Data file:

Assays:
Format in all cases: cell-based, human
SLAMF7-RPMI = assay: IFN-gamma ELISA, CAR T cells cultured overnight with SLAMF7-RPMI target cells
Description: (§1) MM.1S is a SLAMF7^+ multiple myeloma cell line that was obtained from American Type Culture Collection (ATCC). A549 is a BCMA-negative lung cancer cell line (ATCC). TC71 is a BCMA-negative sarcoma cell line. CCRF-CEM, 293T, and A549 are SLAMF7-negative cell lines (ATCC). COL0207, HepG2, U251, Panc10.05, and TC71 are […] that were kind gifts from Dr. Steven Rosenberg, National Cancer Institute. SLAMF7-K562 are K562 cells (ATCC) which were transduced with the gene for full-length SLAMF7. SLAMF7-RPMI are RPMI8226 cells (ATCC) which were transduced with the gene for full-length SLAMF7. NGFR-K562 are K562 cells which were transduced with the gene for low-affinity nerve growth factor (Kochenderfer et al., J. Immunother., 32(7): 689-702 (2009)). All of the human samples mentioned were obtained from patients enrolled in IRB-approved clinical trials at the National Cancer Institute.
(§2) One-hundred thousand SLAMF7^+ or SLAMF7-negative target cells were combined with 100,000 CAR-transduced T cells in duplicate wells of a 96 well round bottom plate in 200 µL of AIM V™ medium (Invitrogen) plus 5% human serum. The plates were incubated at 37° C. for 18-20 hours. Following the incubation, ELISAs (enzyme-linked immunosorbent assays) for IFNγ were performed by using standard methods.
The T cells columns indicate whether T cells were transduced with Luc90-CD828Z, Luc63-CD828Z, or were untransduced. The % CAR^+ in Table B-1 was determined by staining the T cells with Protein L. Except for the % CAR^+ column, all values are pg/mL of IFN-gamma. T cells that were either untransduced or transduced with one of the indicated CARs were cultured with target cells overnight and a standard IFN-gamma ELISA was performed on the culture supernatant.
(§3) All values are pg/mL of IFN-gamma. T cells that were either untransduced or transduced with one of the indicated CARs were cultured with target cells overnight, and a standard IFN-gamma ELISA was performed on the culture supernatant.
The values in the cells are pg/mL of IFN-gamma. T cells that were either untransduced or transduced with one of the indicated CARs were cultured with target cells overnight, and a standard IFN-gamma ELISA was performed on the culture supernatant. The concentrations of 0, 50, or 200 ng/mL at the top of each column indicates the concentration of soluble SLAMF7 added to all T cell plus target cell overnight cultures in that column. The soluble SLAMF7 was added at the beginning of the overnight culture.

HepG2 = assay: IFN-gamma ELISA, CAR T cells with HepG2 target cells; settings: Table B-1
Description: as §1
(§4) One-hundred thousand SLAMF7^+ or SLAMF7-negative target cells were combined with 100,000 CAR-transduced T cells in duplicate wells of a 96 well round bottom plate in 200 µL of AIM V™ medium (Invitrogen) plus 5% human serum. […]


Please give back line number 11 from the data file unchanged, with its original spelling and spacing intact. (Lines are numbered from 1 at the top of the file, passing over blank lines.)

(§4) One-hundred thousand SLAMF7^+ or SLAMF7-negative target cells were combined with 100,000 CAR-transduced T cells in duplicate wells of a 96 well round bottom plate in 200 µL of AIM V™ medium (Invitrogen) plus 5% human serum. […]